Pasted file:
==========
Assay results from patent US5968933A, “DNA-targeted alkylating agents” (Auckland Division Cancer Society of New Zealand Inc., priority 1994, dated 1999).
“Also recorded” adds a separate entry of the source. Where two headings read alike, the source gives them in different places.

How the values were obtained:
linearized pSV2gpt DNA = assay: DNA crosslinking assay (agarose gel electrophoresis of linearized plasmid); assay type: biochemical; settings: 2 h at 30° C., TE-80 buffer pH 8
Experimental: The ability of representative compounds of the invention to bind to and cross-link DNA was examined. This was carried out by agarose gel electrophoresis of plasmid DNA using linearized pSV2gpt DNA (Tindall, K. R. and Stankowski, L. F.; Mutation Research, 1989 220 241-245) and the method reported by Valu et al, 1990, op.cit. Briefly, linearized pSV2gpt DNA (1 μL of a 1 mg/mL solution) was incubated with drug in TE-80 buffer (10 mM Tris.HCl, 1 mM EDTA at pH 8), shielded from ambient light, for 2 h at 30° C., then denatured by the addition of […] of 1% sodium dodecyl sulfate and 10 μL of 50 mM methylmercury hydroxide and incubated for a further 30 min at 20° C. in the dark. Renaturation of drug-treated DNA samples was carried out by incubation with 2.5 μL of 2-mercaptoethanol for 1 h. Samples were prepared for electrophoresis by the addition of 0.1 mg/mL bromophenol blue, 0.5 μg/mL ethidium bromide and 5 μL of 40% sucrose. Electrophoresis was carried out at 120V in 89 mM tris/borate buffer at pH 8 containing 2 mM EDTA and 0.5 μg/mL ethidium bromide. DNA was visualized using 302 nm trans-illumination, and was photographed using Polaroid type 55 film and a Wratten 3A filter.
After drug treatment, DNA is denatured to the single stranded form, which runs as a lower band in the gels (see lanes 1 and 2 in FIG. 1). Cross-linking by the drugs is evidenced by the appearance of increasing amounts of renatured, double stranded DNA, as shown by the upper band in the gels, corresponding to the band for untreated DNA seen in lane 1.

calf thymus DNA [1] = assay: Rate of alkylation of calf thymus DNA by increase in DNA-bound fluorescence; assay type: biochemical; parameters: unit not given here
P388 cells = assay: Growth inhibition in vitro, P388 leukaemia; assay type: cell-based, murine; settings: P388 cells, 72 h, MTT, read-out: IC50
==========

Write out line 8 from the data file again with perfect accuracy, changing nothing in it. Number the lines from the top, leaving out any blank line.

P388 cells = assay: Growth inhibition in vitro, P388 leukaemia; assay type: cell-based, murine; settings: P388 cells, 72 h, MTT, read-out: IC50